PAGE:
When car owners discover manufacturing problems with their new vehicles, there are two standard legal paths to hold the manufacturer accountable. The simplest solution is to file a lemon law claim, while the other is a class action lawsuit. However, some manufacturers have begun adding additional clauses in their sales contracts to force consumers down a third, more difficult path: arbitration.
This has already started to impact owners seeking to hold manufacturers accountable for defects. For example, a recent class action lawsuit against General Motors (GM) regarding faulty valvetrains lost 17 plaintiffs because of an arbitration clause. The carmaker successfully requested that the court compel these plaintiffs to attend arbitration instead of participate in the class action because the contracts they signed to buy their vehicles included these clauses.
This can significantly affect the success of any legal action regarding manufacturer defects. When someone agrees to arbitrate legal disputes instead of going to court, they often sacrifice their right to a public and fair hearing. As such, consumers who unknowingly sign contracts with these clauses may find it much more difficult to hold carmakers accountable for their defective vehicles.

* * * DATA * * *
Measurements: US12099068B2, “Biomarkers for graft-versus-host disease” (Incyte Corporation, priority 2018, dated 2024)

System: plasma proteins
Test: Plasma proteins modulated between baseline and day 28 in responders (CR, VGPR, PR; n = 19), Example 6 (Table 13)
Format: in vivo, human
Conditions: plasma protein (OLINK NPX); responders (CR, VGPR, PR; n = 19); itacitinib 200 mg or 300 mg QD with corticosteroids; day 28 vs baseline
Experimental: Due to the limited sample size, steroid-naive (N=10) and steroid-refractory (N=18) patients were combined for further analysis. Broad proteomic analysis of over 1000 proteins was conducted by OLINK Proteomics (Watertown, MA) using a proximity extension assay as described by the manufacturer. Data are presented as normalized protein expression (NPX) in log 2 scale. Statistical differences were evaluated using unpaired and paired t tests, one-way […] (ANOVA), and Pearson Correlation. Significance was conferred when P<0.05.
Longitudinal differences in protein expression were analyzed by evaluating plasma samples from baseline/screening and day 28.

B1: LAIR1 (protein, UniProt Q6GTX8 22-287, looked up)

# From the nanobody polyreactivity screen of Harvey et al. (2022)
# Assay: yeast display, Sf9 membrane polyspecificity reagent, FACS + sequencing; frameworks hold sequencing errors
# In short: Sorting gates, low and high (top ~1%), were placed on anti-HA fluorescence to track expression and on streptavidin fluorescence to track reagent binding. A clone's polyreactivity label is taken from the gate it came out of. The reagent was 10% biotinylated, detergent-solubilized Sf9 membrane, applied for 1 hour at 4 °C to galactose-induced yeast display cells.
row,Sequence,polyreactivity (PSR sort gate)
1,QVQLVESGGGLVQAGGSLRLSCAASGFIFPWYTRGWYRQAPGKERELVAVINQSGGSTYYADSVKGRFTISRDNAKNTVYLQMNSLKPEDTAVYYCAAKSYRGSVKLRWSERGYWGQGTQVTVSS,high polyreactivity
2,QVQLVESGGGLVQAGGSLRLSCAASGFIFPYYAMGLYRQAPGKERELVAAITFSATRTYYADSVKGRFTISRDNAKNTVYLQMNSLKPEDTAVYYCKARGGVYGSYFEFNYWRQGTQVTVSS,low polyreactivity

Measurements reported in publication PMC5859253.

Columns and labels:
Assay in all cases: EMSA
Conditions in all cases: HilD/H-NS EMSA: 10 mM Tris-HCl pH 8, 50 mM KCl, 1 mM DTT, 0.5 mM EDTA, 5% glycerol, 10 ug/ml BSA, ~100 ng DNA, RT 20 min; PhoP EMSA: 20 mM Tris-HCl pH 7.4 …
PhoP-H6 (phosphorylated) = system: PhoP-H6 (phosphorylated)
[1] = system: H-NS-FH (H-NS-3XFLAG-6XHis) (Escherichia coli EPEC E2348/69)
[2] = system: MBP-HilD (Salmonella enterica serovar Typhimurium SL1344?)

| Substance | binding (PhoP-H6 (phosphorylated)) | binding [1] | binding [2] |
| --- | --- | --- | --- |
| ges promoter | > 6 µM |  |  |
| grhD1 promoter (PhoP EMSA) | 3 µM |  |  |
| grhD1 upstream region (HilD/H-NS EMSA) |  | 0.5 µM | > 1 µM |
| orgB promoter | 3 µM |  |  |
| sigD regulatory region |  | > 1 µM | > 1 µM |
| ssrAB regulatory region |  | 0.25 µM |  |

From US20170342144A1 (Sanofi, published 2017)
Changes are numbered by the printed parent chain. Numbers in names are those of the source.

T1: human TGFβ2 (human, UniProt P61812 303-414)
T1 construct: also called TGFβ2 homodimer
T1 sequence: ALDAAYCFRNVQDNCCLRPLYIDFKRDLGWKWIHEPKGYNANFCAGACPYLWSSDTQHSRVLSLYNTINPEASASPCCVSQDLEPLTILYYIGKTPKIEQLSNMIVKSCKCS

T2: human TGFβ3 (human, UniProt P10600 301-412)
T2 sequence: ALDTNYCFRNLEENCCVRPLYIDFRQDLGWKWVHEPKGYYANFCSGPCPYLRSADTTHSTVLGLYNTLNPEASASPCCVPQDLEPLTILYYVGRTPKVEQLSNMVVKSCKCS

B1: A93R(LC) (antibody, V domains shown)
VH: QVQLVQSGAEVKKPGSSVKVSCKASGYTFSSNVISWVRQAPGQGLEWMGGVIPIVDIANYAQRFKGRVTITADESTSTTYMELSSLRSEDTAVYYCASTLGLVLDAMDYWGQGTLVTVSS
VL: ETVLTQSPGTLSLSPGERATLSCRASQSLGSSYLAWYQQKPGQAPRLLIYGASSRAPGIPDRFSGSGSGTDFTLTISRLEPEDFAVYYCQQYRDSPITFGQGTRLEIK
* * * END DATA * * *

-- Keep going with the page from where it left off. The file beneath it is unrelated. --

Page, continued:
Difficult does not mean impossible, though. Even if your contract requires you to agree to arbitrate disputes, you still have the right to have your warranty honored. Here’s what you need to know about arbitration clauses, how they impact warranty claims, and what you can do to ensure your lemon law claim is honored.
What Are Arbitration Clauses?
Arbitration clauses are elements of a larger contract that state that all parties agree to arbitrate certain legal disputes rather than take them to court. These clauses can be found in a wide variety of agreements and are particularly in sales contracts.